Toward Greater Accessibility in the Physical and Digital Library

Jennifer E. Engen
How does it feel when you walk through the stacks of your library? When you enter the building, do you feel welcome? As you browse materials, are you able to find offerings that you can pull off the shelf, put in your bag, walk with to the circulation desk, check out, and excitedly take home to crack open? When browsing the website, can you easily find everything you need?

I hope the answers to all of those questions are positive. But how might the answers differ if you change the way you interact with the spaces around you? Would you have the same experience if you used a wheelchair to get around? What about if you were blind or deaf? Accessibility in our public spaces, both physical and digital, is something many people take for granted.

If you have never considered accessibility before, don’t shame yourself. Just be proud you are thinking about it now! I am the first to admit that accessibility was not on my radar enough until it slammed directly into my life. My dad had a lifesaving operation that resulted in the amputation of his leg. Navigating the world by his side in a wheelchair or walker opened my eyes to the number of public facilities and businesses that never considered people with disabilities in the design, construction, or function of their space. It is a mistake that we, as library professionals, cannot afford to keep making.

By using concepts such as universal design and taking a closer look at the way our spaces are created—and how they function and for whom—library professionals can better fulfill the goal of making libraries a space for everyone.

HOW WE THINK ABOUT DISABILITY AND ACCESSIBILITY

If you are unfamiliar with the concepts of accessibility and disability, it is important to define exactly what we mean by each term. The Americans with Disabilities Act (ADA) was passed in 1990 and defines a person with a disability as someone who currently has, has a history of, or is perceived as having a physical or mental impairment that “substantially limits one or more major life activities.” This is called the medical model of disability, in which the disability resides in the individual and is perceived as something wrong with them in need of being fixed.

The social model of disability places the onus on society to change for the benefit of people with disabilities. In the social model, people with disabilities are not broken or in need of fixes. Society’s inability to serve them is a social problem with a collective solution. People of various abilities need to be considered in design and construction so they are not excluded by virtue of their very existence. In the social model, disability has no inherent moral value; it is not negative or positive—it just is.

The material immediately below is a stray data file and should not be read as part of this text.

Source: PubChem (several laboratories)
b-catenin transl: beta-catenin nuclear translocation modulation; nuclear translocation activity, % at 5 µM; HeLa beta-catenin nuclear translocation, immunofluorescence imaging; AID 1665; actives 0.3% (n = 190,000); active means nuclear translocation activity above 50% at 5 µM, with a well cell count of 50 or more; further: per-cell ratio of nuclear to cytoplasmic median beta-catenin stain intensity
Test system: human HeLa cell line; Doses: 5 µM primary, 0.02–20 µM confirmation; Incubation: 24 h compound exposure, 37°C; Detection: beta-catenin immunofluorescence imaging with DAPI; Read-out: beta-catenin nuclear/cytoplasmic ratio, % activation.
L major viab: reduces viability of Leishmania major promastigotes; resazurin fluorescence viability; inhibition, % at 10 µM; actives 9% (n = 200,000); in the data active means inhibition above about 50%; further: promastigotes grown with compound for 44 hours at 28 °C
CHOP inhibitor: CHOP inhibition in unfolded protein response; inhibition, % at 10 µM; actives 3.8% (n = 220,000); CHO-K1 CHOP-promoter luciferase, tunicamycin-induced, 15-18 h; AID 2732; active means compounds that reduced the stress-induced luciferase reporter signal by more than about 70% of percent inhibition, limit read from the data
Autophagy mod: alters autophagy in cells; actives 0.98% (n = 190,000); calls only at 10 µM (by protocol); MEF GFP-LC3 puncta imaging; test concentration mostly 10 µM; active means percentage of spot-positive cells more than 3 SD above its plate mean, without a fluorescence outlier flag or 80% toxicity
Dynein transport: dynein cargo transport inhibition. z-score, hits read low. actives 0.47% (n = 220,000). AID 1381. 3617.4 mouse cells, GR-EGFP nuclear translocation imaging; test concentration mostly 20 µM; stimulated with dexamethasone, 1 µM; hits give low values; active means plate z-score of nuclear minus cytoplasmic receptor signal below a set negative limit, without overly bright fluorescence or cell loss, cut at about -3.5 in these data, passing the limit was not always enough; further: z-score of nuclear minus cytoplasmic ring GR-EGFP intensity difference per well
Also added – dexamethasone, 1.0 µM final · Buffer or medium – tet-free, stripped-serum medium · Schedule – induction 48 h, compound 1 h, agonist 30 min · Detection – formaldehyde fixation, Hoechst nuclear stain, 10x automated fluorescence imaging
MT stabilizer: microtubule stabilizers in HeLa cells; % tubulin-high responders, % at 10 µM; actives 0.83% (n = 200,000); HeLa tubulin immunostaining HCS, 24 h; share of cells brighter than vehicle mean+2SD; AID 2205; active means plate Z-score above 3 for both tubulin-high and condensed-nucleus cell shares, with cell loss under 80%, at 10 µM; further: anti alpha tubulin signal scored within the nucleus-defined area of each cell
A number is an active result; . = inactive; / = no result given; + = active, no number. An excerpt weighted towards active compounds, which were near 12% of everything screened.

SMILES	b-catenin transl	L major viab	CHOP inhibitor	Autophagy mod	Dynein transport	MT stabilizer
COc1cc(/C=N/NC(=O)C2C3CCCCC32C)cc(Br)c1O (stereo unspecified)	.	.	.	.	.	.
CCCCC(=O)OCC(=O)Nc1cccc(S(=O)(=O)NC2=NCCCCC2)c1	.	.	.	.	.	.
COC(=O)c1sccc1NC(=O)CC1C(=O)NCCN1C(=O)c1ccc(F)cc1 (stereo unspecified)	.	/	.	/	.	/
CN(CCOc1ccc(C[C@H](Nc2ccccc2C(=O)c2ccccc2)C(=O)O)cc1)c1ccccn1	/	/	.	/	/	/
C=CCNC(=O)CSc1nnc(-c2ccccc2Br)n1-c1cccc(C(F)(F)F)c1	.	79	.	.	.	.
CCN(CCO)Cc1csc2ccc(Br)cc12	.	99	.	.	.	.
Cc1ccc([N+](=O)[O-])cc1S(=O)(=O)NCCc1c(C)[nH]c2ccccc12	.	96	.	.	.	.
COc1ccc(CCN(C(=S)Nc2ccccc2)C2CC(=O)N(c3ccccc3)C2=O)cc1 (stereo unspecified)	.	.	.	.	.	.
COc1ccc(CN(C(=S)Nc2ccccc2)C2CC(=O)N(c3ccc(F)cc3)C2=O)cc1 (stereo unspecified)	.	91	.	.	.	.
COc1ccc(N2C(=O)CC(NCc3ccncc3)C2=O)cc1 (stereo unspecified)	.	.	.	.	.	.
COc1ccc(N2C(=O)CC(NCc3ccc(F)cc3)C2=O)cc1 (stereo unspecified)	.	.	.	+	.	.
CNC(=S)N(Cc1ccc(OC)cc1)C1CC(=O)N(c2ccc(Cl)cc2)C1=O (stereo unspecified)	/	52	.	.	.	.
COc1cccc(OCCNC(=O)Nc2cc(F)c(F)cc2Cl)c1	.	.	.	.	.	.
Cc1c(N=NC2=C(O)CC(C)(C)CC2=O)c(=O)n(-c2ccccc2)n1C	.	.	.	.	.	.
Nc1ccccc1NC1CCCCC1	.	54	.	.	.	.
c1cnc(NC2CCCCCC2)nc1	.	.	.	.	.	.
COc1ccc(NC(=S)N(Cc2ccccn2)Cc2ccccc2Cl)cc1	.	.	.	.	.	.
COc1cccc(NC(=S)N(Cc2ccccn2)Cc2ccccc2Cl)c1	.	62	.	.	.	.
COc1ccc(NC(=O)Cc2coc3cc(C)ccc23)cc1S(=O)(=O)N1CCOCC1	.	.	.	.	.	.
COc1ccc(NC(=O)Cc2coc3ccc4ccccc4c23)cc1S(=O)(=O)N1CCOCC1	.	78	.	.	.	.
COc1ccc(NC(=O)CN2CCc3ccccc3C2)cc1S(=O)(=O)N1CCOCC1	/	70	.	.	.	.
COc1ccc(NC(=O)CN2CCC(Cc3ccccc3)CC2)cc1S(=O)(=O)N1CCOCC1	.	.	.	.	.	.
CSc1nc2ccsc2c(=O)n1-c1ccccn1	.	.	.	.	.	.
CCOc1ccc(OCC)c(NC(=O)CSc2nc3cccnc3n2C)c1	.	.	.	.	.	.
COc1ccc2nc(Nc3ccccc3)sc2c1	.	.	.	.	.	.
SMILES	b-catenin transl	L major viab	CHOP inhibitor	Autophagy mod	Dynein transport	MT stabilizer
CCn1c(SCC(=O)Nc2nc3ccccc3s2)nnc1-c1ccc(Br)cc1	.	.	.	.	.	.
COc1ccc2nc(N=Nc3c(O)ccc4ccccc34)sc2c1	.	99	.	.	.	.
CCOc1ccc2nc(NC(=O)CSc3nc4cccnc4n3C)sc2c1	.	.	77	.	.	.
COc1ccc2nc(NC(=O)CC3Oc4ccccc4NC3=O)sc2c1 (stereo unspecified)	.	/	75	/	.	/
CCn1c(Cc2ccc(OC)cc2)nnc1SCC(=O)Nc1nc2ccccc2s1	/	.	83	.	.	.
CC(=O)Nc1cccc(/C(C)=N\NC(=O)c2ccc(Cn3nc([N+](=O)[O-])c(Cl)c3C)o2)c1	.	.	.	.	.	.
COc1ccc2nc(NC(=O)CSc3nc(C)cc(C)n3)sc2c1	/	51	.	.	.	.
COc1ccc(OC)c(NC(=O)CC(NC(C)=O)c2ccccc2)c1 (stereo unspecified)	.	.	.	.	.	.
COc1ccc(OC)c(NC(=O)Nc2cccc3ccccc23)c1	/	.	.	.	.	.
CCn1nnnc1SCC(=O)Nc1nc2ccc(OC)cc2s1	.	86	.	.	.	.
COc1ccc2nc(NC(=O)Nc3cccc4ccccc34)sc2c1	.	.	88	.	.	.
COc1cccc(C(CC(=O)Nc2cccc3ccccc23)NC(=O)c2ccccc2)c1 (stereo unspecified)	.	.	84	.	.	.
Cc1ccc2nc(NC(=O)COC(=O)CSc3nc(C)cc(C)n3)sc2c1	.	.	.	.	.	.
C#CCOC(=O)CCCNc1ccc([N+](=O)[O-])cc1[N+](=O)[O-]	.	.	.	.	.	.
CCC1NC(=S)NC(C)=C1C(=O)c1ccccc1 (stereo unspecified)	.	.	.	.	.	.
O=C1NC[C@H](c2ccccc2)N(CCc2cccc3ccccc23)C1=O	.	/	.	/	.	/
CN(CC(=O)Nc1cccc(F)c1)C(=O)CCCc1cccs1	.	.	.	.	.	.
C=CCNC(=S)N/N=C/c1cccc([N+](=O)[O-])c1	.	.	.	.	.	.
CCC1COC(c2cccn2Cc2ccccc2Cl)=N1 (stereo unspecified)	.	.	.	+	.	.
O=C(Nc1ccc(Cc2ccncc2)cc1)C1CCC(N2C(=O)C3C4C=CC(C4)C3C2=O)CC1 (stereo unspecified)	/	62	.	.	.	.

An easily understandable example of the social model of disability is eyesight. Wearing glasses or contacts is a normal part of life for an enormous number of people. But have you ever tried to go about your life without your glasses or contacts? There are probably a lot of things you struggle to do, such as drive or read signs. Society has deemed corrective eyewear as standard. Thus, we do not look at people who wear glasses or contacts as disabled. They are not considered disabled because society normalized corrective lenses, and the “disability” disappeared.

In this article, I employ the social model of disability to guide the discussion of accessibility of library spaces. However, the language around disability is nuanced and should be treated with kindness and understanding, especially by those outside the community.

People in the disability community prefer different types of language when speaking about their disabilities; it is a very personal choice. Person-first language is when the individual is emphasized before the disability they experience, such as “person with schizophrenia.” Identity-first language can indicate when someone’s disability is a central part of who they are or how they see themselves, such as “deaf person.” It is important not to assume how a person would prefer to speak about themselves or want to be spoken about. Disability and disabled are not dirty or shameful words. If you don’t know how a person would like to speak about their disability, the best thing to do is the most obvious thing to do, although not always the most comfortable: Just ask them.

Another important term to define is accessibility. NC State University writes that accessibility (based on Office for Civil Rights resolutions) is when “a person with a disability is afforded the opportunity to acquire the same information, engage in the same interactions, and enjoy the same services as a person without a disability in an equally effective and equally integrated manner, with substantially equivalent ease of use. The person with a disability must be able to obtain the information as fully, equally and independently as a person without a disability.”

It is a library’s job to serve its community. If any portion of the library is inaccessible, there are members of the community who are not being equitably served. While that idea may seem overwhelming at first, because there are so many areas that could need improvement, remember that every step toward greater accessibility is meaningful to the people who need it.

COMMON ACCESSIBILITY STANDARDS